For everyone working in production, the longest trailer started rolling on June 23, 2016, when voters in the United Kingdom passed the Brexit referendum to leave the European Union. Three years later, it’s still unclear what the impact of the UK’s departure from the EU will have on the film and television production business — valued at £3.1 billion (US$4 billion) — when the feature-length project of political and economic divorce goes into wide release.
The lack of detail — and constant threats to real legislative progress, like the multiple delays that have now pushed the formal deadline for Brexit back to October 31 — is familiar to industry leaders now well attuned to the threats facing one of the UK’s most cross-border industries. They identified those hazards almost as soon as the “leave” option won a surprising 54 percent of the vote, triggering a tormented political process that remains unresolved and maddeningly vague.
Dance until the music stops playing
Despite this uncertainty, there’s something of a production boom in the region — at least for the moment. Statistics from 2018 show a 10 percent increase in film investment and an 18 percent increase in high-end TV (mostly from Netflix, Amazon and other streaming services in 2018), according to the British Film Institute.
Matt Born, managing director at DVTalent in London, which trains production staff and contracts for crews and production equipment, says things have never been busier. While Brexit has undoubtedly slowed other parts of the U.K. economy, Born says, “If anything, it’s something of a boom time here, thanks to the arrival of the big tech players — Netflix, Amazon, YouTube, Vice — whose budgets dwarf the domestic networks.”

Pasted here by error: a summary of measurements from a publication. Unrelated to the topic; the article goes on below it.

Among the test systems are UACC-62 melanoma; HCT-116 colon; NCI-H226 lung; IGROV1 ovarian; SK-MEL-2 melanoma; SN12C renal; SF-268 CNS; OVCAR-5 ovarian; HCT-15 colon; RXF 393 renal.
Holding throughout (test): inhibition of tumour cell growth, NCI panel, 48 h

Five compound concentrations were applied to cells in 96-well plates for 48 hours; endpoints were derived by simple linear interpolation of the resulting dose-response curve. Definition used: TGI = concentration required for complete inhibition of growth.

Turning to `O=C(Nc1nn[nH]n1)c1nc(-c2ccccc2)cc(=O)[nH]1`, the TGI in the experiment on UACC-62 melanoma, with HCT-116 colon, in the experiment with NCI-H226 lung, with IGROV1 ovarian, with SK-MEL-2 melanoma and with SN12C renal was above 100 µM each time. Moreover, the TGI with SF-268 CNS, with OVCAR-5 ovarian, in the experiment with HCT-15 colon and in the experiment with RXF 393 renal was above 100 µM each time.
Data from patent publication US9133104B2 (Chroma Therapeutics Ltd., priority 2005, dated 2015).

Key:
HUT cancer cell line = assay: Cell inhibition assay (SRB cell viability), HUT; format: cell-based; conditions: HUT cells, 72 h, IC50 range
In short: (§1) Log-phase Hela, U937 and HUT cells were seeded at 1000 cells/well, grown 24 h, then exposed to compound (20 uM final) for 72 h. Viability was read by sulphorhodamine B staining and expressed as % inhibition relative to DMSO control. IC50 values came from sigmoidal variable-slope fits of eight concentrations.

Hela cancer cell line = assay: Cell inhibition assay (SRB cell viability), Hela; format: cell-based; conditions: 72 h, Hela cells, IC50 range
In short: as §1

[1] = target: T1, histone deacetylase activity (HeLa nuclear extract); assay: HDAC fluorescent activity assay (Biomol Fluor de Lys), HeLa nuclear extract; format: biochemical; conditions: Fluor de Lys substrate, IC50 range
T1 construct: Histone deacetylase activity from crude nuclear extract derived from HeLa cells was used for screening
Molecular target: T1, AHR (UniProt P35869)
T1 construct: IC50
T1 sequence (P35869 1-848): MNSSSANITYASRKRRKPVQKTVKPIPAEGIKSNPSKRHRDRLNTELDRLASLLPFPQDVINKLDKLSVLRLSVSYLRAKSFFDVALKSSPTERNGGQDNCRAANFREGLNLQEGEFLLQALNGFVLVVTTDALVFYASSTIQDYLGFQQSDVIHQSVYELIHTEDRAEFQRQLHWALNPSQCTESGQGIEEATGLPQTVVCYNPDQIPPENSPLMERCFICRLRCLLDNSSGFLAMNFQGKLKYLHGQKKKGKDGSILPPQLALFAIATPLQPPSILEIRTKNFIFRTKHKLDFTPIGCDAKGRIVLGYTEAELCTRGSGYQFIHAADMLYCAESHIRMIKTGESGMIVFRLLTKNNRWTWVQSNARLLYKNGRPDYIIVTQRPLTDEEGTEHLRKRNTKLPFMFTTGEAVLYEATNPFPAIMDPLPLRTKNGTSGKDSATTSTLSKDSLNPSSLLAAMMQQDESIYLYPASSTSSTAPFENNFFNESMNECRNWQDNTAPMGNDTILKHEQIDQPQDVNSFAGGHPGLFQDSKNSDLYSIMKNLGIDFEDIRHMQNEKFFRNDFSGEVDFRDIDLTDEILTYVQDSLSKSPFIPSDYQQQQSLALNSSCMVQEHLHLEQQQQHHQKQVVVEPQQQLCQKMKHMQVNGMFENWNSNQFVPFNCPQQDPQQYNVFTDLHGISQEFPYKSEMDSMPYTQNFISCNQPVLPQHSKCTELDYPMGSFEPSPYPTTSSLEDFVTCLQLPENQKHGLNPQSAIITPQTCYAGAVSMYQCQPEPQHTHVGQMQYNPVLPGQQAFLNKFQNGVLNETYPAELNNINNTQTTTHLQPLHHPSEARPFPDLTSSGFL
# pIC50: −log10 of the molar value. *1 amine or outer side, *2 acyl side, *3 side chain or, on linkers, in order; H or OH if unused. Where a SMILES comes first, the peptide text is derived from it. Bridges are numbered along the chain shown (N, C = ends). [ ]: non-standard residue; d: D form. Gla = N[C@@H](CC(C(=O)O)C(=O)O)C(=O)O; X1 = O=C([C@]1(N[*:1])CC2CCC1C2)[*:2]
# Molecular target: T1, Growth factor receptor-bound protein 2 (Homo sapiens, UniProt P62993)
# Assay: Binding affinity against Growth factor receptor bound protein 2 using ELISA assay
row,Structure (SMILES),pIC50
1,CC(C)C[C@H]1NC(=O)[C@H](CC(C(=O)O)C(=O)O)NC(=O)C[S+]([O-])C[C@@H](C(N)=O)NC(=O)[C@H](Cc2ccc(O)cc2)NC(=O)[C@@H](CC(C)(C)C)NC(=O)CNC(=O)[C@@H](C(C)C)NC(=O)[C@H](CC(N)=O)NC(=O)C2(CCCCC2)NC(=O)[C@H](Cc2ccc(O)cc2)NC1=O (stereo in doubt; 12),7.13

The value of the pound to the dollar, a historically low rate of about £1-to-$1.30 as of April 2019, and the many tax breaks available in the UK are factors, says Neil Hatton, chief executive of the UK Screen Alliance, who pointed out that a pound was worth about $1.50 before the Brexit vote.
Crew members who could expect about thirty weeks of work annually in 2014 are now booked up for fifty.
Born sees a massive upswing in commissioning, especially high-end drama from streaming services that are producing their own content and documentaries, genres with potential appeal to a global audience. The fact that the UK is a world leader in production has meant it’s been able to capitalize on the opportunities created by all these new market players. He says that, rather than production companies fleeing the UK, there’s been “something of a gold rush” as new ones set up shop.
The short-term result is a huge amount of work, especially in scripted. Crew members who could expect about thirty weeks of work annually in 2014 are now booked up for fifty, he says.
“If anything, companies are really struggling to find enough production talent, and it’s become more crucial than ever for them to manage their recruitment intelligently,” says Born.
“Nobody knows anything” — William Goldman (and everyone else)
While the UK remains firmly positioned as a global center of world-class talent, a leader in VFX and production services, and a desirable location for both filming and tax benefits for financing, the lingering uncertainty is unwelcome. Questions about the mobility of labor and goods remain unanswered, and planning for a post-Brexit environment is still almost impossible.